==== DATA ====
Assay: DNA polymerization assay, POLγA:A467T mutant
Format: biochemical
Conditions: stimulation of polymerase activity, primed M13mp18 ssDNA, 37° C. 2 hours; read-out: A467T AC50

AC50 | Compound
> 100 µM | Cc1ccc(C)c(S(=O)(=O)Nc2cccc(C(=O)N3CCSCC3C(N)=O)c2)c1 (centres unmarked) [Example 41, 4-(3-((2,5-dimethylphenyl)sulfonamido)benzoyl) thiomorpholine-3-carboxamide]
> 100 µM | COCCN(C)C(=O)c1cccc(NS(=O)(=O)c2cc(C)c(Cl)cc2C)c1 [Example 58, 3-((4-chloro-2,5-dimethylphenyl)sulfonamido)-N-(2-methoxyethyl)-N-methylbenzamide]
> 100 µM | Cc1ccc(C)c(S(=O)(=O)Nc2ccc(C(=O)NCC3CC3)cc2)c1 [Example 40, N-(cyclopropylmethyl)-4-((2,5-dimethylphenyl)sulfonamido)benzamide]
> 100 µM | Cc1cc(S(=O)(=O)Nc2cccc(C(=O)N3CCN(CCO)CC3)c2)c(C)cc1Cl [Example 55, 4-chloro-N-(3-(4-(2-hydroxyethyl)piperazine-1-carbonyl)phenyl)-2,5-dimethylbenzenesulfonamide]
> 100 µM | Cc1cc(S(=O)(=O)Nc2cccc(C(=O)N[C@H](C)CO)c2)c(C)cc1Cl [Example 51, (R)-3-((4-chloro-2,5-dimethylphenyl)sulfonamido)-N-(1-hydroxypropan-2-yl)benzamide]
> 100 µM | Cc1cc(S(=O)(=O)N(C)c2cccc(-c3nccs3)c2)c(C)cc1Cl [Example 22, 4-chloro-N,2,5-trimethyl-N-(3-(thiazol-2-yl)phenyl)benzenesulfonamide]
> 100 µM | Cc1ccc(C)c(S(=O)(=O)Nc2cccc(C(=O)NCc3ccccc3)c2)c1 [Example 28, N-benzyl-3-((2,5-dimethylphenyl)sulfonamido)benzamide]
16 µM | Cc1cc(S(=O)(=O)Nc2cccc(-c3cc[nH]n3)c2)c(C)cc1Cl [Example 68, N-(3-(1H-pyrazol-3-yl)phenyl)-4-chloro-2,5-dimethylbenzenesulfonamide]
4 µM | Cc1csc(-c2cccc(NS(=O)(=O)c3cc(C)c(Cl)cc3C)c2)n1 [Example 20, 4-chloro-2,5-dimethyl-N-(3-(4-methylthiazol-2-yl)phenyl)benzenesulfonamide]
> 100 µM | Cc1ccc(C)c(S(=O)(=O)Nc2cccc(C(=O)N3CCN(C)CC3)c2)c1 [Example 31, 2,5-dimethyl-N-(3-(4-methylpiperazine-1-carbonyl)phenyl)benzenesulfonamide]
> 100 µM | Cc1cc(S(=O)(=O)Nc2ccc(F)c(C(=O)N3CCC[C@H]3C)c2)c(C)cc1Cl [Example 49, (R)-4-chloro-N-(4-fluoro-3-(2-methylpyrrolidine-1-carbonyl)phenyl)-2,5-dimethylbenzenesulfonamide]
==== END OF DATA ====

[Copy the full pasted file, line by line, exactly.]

Assay: DNA polymerization assay, POLγA:A467T mutant
Format: biochemical
Conditions: stimulation of polymerase activity, primed M13mp18 ssDNA, 37° C. 2 hours; read-out: A467T AC50

AC50 | Compound
> 100 µM | Cc1ccc(C)c(S(=O)(=O)Nc2cccc(C(=O)N3CCSCC3C(N)=O)c2)c1 (centres unmarked) [Example 41, 4-(3-((2,5-dimethylphenyl)sulfonamido)benzoyl) thiomorpholine-3-carboxamide]
> 100 µM | COCCN(C)C(=O)c1cccc(NS(=O)(=O)c2cc(C)c(Cl)cc2C)c1 [Example 58, 3-((4-chloro-2,5-dimethylphenyl)sulfonamido)-N-(2-methoxyethyl)-N-methylbenzamide]
> 100 µM | Cc1ccc(C)c(S(=O)(=O)Nc2ccc(C(=O)NCC3CC3)cc2)c1 [Example 40, N-(cyclopropylmethyl)-4-((2,5-dimethylphenyl)sulfonamido)benzamide]
> 100 µM | Cc1cc(S(=O)(=O)Nc2cccc(C(=O)N3CCN(CCO)CC3)c2)c(C)cc1Cl [Example 55, 4-chloro-N-(3-(4-(2-hydroxyethyl)piperazine-1-carbonyl)phenyl)-2,5-dimethylbenzenesulfonamide]
> 100 µM | Cc1cc(S(=O)(=O)Nc2cccc(C(=O)N[C@H](C)CO)c2)c(C)cc1Cl [Example 51, (R)-3-((4-chloro-2,5-dimethylphenyl)sulfonamido)-N-(1-hydroxypropan-2-yl)benzamide]
> 100 µM | Cc1cc(S(=O)(=O)N(C)c2cccc(-c3nccs3)c2)c(C)cc1Cl [Example 22, 4-chloro-N,2,5-trimethyl-N-(3-(thiazol-2-yl)phenyl)benzenesulfonamide]
> 100 µM | Cc1ccc(C)c(S(=O)(=O)Nc2cccc(C(=O)NCc3ccccc3)c2)c1 [Example 28, N-benzyl-3-((2,5-dimethylphenyl)sulfonamido)benzamide]
16 µM | Cc1cc(S(=O)(=O)Nc2cccc(-c3cc[nH]n3)c2)c(C)cc1Cl [Example 68, N-(3-(1H-pyrazol-3-yl)phenyl)-4-chloro-2,5-dimethylbenzenesulfonamide]
4 µM | Cc1csc(-c2cccc(NS(=O)(=O)c3cc(C)c(Cl)cc3C)c2)n1 [Example 20, 4-chloro-2,5-dimethyl-N-(3-(4-methylthiazol-2-yl)phenyl)benzenesulfonamide]
> 100 µM | Cc1ccc(C)c(S(=O)(=O)Nc2cccc(C(=O)N3CCN(C)CC3)c2)c1 [Example 31, 2,5-dimethyl-N-(3-(4-methylpiperazine-1-carbonyl)phenyl)benzenesulfonamide]
> 100 µM | Cc1cc(S(=O)(=O)Nc2ccc(F)c(C(=O)N3CCC[C@H]3C)c2)c(C)cc1Cl [Example 49, (R)-4-chloro-N-(4-fluoro-3-(2-methylpyrrolidine-1-carbonyl)phenyl)-2,5-dimethylbenzenesulfonamide]